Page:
PHP Backdoor

The Prometheus backdoor was previously an integral component in the execution chain of the Prometheus TDS and played the role of a middleman, acting as a gateway between the attacker and the unwitting victim. However, its use has been minimal since earlier this year. It is a miniscule (12-16KB) PHP script that operates as an HTTP redirector, and it is often found on compromised websites running vulnerable PHPMailer software.

A victim is typically redirected – after clicking a malicious link that is delivered to them through a spam email – to a website infected with the backdoor. The backdoor’s primary purpose is to fingerprint victims, scrape various pieces of data from their machine, and then send the stolen data to the Prometheus TDS administration panel.

Figure 2 – Prometheus TDS admin panel

The admin panel can then choose to send an additional instruction to the backdoor, such as to redirect the victim to another specified URL and/or deliver a malicious first stage payload.


An examination of the backdoor code reveals a configuration file containing a series of hardcoded settings for communication between the backdoor and the command-and-control (C2) server (also running the admin panel).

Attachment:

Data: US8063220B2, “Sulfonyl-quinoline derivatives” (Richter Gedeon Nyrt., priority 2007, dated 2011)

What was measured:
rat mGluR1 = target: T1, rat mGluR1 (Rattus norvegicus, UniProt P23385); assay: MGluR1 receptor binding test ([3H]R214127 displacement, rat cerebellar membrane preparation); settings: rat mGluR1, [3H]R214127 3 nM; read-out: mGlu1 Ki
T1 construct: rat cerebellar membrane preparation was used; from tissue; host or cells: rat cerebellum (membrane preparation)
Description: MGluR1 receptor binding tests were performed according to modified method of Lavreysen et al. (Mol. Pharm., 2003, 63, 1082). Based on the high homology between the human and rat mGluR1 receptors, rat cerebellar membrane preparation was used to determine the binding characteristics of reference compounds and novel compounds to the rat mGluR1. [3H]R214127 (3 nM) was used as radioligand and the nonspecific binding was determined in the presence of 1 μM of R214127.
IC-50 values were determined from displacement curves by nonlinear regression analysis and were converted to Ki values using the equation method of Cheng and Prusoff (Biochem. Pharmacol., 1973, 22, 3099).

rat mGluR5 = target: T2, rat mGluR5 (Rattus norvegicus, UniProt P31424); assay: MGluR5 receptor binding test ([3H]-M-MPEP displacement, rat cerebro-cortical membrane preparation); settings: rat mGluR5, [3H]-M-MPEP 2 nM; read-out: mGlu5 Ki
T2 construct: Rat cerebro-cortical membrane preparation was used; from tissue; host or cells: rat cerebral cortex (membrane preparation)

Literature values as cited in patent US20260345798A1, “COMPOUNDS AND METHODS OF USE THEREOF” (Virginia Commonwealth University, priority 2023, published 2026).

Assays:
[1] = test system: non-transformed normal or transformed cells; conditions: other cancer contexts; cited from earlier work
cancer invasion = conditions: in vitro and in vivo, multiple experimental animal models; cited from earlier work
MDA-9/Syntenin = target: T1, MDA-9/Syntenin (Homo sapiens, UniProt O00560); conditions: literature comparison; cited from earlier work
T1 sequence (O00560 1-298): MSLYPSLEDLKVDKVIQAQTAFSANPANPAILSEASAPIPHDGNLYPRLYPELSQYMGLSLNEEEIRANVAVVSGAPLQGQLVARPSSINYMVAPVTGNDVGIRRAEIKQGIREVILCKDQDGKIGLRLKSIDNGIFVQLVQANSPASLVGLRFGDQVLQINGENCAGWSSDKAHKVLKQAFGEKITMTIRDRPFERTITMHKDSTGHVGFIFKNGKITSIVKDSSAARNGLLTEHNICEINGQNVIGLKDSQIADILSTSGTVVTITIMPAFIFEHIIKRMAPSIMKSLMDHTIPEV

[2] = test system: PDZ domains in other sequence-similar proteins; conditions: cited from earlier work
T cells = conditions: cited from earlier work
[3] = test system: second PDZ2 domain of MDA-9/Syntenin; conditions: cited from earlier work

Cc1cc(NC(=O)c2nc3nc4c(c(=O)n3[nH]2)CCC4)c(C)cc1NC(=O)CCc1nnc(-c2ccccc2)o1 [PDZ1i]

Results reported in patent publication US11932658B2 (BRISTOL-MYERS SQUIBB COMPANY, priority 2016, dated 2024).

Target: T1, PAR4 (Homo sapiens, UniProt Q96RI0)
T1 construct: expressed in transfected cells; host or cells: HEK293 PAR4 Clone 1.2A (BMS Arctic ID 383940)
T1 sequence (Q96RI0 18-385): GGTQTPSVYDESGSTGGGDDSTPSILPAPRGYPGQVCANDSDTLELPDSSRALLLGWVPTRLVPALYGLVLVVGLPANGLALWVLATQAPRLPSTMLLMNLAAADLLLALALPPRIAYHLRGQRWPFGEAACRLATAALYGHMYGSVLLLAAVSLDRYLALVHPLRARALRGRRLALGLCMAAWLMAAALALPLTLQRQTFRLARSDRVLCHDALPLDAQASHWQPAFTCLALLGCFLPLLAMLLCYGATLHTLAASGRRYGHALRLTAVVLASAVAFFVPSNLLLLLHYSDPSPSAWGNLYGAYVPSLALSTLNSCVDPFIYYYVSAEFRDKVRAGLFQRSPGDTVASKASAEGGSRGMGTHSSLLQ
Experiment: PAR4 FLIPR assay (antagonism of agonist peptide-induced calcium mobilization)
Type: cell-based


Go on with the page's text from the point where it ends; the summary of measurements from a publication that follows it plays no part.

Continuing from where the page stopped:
Communication between both parties is encrypted via XOR, a cipher key is contained within the configuration settings.

Also included is the C2 admin panel address – in this case “hxxp://109[.]248[.]203[.]114” – and the installation path along with a test path location.

Figure 3 - Configuration settings

Additional settings include the presence of (allow_url_fopen”, “1). This is a PHP feature that, when enabled, allows data/files to be retrieved from remote locations over HTTP or FTP. 

Figure 4 - Setting enablement